Perfectly Preserved Baby Mammoth Found in Arctic Ice in Siberia
A man herding reindeer in Russia's Arctic region found the perfectly-preserved, 40,000-year-old body of a baby woolly mammoth.
Officials say the creature's carcass was sticking up out of the permafrost. The discovery came in the same area that another mammoth calf was found four years ago. An expedition has been sent to examine the find and possibly recover it.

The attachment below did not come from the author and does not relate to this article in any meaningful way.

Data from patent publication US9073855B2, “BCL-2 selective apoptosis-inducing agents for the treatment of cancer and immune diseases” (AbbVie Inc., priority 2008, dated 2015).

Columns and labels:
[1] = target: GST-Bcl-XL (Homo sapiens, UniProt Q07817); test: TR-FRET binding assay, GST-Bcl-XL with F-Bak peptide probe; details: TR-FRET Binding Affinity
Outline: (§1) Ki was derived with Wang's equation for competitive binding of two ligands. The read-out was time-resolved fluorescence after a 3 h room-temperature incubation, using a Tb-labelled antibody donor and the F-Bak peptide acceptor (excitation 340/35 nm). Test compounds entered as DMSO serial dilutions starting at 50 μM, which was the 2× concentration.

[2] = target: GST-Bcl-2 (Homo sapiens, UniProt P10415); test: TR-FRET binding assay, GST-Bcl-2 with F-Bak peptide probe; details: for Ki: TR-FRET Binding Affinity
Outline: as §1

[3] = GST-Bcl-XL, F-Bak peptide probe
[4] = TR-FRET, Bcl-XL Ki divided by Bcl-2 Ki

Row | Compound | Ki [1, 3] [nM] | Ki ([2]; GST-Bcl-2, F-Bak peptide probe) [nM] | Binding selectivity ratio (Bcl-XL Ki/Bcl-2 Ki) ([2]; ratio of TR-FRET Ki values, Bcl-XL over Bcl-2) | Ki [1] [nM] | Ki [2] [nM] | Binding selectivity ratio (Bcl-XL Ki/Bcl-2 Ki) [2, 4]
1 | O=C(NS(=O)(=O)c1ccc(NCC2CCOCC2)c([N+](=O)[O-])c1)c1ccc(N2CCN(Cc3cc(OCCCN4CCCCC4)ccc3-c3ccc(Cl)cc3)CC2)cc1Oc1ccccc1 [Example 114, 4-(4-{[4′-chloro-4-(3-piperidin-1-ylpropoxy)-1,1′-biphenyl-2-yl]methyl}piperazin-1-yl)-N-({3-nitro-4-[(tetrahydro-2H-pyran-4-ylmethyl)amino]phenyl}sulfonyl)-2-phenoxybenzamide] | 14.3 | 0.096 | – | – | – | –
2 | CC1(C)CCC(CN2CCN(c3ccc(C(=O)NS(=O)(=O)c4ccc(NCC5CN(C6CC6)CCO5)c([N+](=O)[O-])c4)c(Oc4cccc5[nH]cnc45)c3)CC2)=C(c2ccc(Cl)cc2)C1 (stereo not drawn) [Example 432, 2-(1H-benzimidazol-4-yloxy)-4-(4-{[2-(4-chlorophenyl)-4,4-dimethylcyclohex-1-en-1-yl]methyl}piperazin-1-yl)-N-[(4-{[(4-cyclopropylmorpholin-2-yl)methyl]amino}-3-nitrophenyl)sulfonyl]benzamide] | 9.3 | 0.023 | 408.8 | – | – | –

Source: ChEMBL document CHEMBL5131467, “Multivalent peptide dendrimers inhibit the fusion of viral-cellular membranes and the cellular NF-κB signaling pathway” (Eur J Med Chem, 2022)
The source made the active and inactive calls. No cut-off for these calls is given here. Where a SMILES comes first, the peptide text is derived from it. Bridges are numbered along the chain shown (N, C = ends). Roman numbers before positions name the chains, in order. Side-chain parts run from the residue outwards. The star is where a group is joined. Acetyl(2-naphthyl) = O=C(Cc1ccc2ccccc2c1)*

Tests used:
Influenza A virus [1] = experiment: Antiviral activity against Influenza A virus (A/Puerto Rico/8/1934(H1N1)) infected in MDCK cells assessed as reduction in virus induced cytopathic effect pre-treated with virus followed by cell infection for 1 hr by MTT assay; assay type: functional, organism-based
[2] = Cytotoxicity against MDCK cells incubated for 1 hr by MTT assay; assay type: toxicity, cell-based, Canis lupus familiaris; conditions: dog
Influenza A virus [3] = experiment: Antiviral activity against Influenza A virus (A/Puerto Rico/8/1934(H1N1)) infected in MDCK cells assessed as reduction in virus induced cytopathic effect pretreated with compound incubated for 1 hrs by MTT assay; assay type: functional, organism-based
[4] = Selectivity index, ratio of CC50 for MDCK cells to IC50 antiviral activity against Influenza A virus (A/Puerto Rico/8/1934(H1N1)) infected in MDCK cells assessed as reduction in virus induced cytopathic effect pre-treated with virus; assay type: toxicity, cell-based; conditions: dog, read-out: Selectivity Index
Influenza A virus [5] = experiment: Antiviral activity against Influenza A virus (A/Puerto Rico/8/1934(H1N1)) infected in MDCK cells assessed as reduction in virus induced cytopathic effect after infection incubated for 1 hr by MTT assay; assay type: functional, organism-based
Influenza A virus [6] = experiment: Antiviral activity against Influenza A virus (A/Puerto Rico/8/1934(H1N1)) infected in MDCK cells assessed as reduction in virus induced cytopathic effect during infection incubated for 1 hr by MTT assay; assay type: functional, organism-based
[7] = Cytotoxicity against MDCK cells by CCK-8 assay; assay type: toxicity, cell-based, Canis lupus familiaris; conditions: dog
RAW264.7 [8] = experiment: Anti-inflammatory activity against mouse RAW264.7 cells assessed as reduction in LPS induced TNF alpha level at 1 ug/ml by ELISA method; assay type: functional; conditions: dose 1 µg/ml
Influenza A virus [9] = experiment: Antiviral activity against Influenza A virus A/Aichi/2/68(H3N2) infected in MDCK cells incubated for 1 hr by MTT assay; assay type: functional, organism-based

Scientists hope to bring the remains to the regional capital Salekhard, where it would be stored in a cooler to prevent decomposition.
Giant woolly mammoths have been extinct for at least 12,000 years. In their hey-day, they grew to as much as 10 feet tall and eight tons.
Some scientists say there's enough well-preserved genetic material in the carcass of the mammoth found four years ago that it could be possible to bring the beast back from extinction. Shades of Jurassic Park.
The baby mammoth carcass found four years ago was given the name of Lyuba, after the wife of the reindeer herder who found it. As shown in the attached photo, Lyuba is now on exhibit in the Field Museum of Natural History in Chicago.